'I'll barricade myself in' - Abbeyfield residents' anger at sheltered housing closure

  • Residents have told ITV News West Country they will refuse to leave their homes.

Residents of a sheltered housing complex in Wellington have told ITV News they are prepared to barricade themselves inside after plans were announced to close it.

Care provider Abbeyfield has announced it will shut both Ivy House and the Old Vicarage 'as soon as practically possible' with residents having to find other places to live.

Earlier this week Abbeyfield told residents it can't maintain the properties as financially sustainable services. But the people who live here say they have been treated appallingly and they're vowing to stay where they are.Mary Burke, one of the residents, said: "Being pensioners they think that because we are old we are stupid but we are not. We have all got minds that work.

"Our bodies might not but the minds do so we know exactly what we are doing. I'm not moving. They can't make me go.

"I think it's shabby. It's as if we are nothing, we're non-entities but we are not. We are human beings who have got a voice and we are going to be heard."Janet Hazlewood said: "Why should I? Why should I go? I will, I'll barricade myself in and the people at the church I go to, they say we will bring you food and we will bring you this and that.

"It's quite funny but that is what I tell everybody. I will barricade myself in if necessary."

People living in the complex met with ITV News' Bob Cruwys Credit: ITV News West Country

Jacqueline Green said: "We've got to do it haven't we? We can't just one give in. We've all got to fight it, even Ivy House. We mustn't give in.

"My mental health is now done. I've had panic attacks a couple of nights and I've now gone on antidepressants again, which I didn't really want to do.

Joy Randle added: "To be unprepared... it was just like having the mat pulled away from under your feet. It was quite shocking."

Jeremy McCluskey said his mother Mavis was a resident at the Old Vicarage. She is about to turn 98 and has dementia. He fears a move now could end her life prematurely.He said: "Because of her mental state, it's all washing over her a bit and she keeps having to be reminded, hour after hour, that she is going to have to move, which is extremely cruel."

Seb Choudhury and Alex Lovell speak to the CEO of Abbeyfield, Paul Tennant

When asked about the residents' concerns, CEO of Abbeyfield, Paul Tennant said: "I’m disappointed people feel that way because that’s absolutely the last thing we want them to feel.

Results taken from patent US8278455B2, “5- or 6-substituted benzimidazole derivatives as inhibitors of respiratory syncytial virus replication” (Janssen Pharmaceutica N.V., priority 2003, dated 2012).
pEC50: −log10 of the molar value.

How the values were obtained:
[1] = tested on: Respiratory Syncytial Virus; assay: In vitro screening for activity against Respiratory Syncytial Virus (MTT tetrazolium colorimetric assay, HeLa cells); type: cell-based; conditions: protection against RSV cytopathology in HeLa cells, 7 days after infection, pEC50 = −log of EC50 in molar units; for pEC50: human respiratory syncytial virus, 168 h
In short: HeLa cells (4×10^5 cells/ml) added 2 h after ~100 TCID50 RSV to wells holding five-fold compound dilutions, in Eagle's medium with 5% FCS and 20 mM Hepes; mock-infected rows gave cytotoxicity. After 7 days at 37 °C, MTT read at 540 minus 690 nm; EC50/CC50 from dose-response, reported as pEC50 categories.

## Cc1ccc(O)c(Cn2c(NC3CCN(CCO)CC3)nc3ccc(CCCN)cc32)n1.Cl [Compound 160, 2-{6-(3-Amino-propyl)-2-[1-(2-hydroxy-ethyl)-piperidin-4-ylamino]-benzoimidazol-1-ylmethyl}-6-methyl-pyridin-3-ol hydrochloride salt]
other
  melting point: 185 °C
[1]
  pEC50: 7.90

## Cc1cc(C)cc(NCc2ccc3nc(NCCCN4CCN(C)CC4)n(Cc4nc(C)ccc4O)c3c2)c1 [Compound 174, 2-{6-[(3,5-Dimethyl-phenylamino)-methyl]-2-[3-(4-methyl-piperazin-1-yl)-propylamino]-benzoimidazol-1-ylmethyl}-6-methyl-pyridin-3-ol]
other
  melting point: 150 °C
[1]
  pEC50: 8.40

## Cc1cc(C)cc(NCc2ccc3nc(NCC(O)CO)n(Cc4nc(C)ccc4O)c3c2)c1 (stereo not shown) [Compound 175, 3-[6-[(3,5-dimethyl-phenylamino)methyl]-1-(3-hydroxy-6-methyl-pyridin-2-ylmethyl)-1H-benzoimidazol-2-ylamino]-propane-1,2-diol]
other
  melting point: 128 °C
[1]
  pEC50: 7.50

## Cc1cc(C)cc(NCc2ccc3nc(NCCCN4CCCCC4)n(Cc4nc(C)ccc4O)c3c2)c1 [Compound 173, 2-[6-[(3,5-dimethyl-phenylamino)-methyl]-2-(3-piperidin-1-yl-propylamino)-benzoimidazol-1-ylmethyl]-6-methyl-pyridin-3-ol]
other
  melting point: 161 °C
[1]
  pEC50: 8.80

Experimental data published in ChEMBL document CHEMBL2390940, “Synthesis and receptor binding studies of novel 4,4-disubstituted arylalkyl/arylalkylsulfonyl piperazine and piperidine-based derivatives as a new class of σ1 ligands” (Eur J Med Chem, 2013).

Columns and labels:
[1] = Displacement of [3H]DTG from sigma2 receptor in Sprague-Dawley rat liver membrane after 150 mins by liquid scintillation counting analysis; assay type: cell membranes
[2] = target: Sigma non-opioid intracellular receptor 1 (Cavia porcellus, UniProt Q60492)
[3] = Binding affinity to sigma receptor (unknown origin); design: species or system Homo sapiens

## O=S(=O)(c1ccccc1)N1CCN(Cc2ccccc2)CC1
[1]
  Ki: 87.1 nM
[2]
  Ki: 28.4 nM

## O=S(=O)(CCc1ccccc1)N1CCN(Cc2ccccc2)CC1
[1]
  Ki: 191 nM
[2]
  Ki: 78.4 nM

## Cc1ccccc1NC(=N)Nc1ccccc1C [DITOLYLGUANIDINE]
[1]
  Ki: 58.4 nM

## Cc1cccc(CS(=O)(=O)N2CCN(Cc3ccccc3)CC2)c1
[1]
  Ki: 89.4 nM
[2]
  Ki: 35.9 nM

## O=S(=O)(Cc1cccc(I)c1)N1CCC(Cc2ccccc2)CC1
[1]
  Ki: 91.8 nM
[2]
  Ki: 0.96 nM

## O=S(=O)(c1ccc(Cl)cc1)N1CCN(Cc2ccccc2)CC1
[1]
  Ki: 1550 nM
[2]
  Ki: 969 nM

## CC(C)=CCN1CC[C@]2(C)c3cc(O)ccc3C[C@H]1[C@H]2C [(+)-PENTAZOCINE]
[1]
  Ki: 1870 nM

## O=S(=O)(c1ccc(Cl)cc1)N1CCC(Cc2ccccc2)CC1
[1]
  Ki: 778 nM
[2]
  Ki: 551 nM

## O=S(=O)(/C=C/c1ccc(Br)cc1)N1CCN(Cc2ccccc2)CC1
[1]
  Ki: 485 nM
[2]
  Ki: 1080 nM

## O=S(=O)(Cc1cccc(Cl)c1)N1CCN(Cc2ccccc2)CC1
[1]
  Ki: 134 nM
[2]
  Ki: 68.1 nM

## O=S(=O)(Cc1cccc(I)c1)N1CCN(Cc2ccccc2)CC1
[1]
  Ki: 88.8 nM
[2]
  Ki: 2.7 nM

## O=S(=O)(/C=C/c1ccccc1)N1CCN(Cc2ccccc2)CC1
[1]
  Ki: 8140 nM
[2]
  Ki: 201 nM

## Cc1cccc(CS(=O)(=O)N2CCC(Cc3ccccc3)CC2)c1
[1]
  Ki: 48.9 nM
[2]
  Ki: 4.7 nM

"What we’ve tried to do since we started this process is to set out quite clearly, the actions that we intended to take.

"Go back to May last year when we announced the fact we were going into consultation, we have consulted with people widely, we’ve met with stakeholders, we’ve tried to keep people briefed all the way along and when we had the conversations earlier this week we were trying to explain the people the end of that process.

"At one point, we had hoped to find a future for both homes, but unfortunately we haven’t been able to do that. We have tried to keep people briefed.

"I do apologise for the situation but equally what we’ve tried to do is set out what the situation was over the last 10 months.

"We want to make sure there’s no misunderstanding over any of the comments and statements that were made."

Mr Tennant said the properties would most likely be sold but said Abbeyfield would never evict people.

He added: "None of this is done lightly. We’ve been talking to residents right across the country through exactly the same process to make them aware of the situation if and when we’ve had to move to a closure. We have tried to keep people briefed through the whole process.

"People have tenancies, and we respect that tenancy. This situation is unfortunate because of the circumstances we’re dealing with.

"Our view always, despite concerns and views, is that the residents are at the heart of what we do.

"We’re trying everything we can, to address a difficult situation for our residents."

Somerset Council said they will work closely with Abbeyfield to ensure a smooth and respectful transition for everyone involved.

A spokesperson said: "We understand that this must have been a very difficult decision, but we are concerned about the impact these closures will have on residents, their families, and staff at both homes.

"Supporting affected residents to find alternative accommodation that meets their needs and preferences is our top priority."

Want a quick and expert briefing on the biggest news stories? Listen to our latest podcasts to find out What You Need To Know…